Manitoba Ag Days has been delayed due to the new limits on public gathering sizes set by the province on Monday.
Canada’s largest indoor farm show was set to take place in Brandon Jan. 18-20. The event’s board of directors is exploring new dates based on when public health measures will likely be eased, said Ag Days general manager Kristen Phillips.
As of Tuesday, public gatherings involving both vaccinated and unvaccinated people are restricted to 50 per cent capacity or 250 people, whichever is less, until at least Jan. 11.
“We just do not foresee the restrictions being lifted to a capacity that would allow us to have a successful show,” Phillips said.
“We all know how important it is to protect our health-care system, and so we understand, but I think it’s frustrating that we are unable to move forward in planning life.”
Organizers are currently working with the Keystone Centre and service providers to set a new date and time for the show sometime in February or March.
Phillips noted all aspects of the farm show will be delayed, including virtual events such as Manitoba Ag Days Amazing Adventure.
“Our plan is to have an in-person show or no show at all,” Phillips said. “Farmers and agriculture is a business of handshakes and face-to-face interactions, and we’ve seen that through the pandemic and that is what we want to deliver on — an in-person, face-to-face greeting.”
Ag Days is a key driver for Brandon and Westman’s economy — it contributes about $350 million each year to Manitoba and Western Canada.
Phillips said agriculture is considered an essential service and Manitoba Ag Days is a significant cog in the wheel of agriculture in those regions.
She added each year there is about $300 million generated in agriculture equipment sales and related services and about $50 million in ancillary spending such as tourism and shopping in Westman.
“The economic spinoff of Ag Days is unbelievable; the spread and radius and impact of our show is ginormous.”
Mayor Rick Chrest said he was not surprised to see Ag Days delayed given current public health measures and the logistics of running the show.
“It’s a very large undertaking. A very large setup and a lot of large equipment … it’s certainly not easy to turn on and turn off and turn on a dime.”
Throughout the COVID-19 pandemic, it has been heartbreaking and economically challenging each time the city has seen a significant event cancelled or postponed.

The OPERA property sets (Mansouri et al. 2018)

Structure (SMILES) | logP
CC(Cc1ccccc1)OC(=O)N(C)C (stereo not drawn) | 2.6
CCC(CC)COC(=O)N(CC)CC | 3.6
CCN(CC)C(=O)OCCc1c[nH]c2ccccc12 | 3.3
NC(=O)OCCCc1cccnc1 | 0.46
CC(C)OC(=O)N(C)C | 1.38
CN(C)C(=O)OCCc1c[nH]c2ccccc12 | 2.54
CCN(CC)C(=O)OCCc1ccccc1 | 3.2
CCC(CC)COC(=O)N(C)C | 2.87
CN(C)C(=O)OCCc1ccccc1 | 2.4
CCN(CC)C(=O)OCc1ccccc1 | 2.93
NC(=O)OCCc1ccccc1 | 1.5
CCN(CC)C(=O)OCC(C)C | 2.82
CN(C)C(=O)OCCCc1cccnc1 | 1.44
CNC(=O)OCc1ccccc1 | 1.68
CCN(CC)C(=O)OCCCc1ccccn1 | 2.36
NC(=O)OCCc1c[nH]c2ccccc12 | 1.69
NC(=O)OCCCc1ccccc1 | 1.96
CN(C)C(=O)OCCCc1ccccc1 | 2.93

“The impact of this is certainly well beyond the community of Brandon. This is also a very important activity to the agriculture sector,” Chrest said. “It’s certainly one of the events that have a significant reverberation through the province.”
Ag Days provides new information, best practices, research, equipment and more to the sector.
The ag industry lies in the heart of the Wheat City, Westman and Manitoba, Chrest said, but it takes a careful balance to keep people safe during the pandemic. Organizations have been forced to make tough decisions in the last two years, and events large like Ag Days and small like local sports tournaments are being affected. What matters, Chrest said, is these events are important to the people involved.
“I’m pretty sure that every event is difficult to make a call. I’ve been extremely proud of our community and all of the organizations that have made those decisions,” Chrest said. “When COVID was just starting up two years ago, many things got cancelled or postponed by the private organizations, long before there were any orders to do so. At the time, I found that to be extremely impactful.”
In many cases, these delays were done voluntarily because organizations realized it was the right thing to do to help keep the community safe, Chrest said, and this philosophy is continuing. Organizations and businesses of all sizes are being forced to adjust, pivot and adapt to health measures, and in many cases, it can be financially difficult.
“Every time we feel like we’re getting some breathing room here and getting back to some sense of normalcy, we’ve got another wave or another circumstance that causes us to have to battle back again,” Chrest said. “I’ve been quite impressed by the resiliency of the human spirit that we just keep carrying on, and we keep finding a way and battling on against this thing. I’m confident we’ll keep doing so until we get most of it behind us.”
He noted Brandon has seen a significant uptick in active COVID-19 cases. On Tuesday, Prairie Mountain Health reported 119 new cases of the virus and 667 active cases overall in the region.
“As much as we would like to be done with the virus, it’s not done with us,” Chrest said.
Provincial Exhibition of Manitoba president Greg Crisanti said the organization understands what Ag Days is experiencing.
“Our board is extremely sympathetic and upset that Ag Days has had to postpone,” Crisanti said. “We understand where Ag Days are coming from — we’ve all been in this boat before. It’s a tremendous blow to the city.”
Crisanti said the Provincial Ex is still planning for its next event, the President’s Dinner, in late February, and the Royal Manitoba Winter Fair at the end of March.
It is challenging prepping for events in 2022, he said, but the Provincial Ex is ready to pivot based on provincial health measures.
Moving ahead on shows will depend on how many people can attend in person.
Crisanti noted it is a different situation for the Provincial Ex compared to 2020 and 2021, because it is no longer shocking to see restrictive health measures implemented.
“Before it was days before our event that we had to cancel. Coming into something like this, I guess, it’s kind of weird saying it, but we’re used to it,” Crisanti said.
“We’re better prepared this time and we’re still hopeful.
“Hopefully, we can get out of this and see some brighter skies ahead for everybody.”
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Chelsea Kemp, Local Journalism Initiative Reporter, Brandon Sun